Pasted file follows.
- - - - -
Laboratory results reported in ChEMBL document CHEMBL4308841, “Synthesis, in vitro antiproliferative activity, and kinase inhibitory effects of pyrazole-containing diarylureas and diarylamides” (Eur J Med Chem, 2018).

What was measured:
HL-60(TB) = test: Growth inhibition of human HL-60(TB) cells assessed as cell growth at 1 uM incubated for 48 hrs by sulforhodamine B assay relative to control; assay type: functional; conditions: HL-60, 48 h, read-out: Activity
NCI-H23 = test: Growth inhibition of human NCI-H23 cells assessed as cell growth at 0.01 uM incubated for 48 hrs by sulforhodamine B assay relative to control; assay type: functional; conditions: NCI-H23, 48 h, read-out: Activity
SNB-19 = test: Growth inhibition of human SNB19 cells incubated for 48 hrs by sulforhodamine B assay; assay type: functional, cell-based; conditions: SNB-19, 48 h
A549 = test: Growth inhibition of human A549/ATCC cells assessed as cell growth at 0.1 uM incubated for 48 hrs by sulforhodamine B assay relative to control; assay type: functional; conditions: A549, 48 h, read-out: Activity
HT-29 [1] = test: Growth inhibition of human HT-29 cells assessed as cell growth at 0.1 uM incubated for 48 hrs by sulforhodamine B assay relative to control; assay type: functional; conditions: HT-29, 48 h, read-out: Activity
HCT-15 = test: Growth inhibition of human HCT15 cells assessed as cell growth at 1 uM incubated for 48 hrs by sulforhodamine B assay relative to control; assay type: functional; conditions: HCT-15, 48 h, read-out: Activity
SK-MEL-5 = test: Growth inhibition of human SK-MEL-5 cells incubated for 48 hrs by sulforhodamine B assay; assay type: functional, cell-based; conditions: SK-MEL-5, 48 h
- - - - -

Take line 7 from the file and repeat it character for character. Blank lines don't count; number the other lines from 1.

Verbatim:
HT-29 [1] = test: Growth inhibition of human HT-29 cells assessed as cell growth at 0.1 uM incubated for 48 hrs by sulforhodamine B assay relative to control; assay type: functional; conditions: HT-29, 48 h, read-out: Activity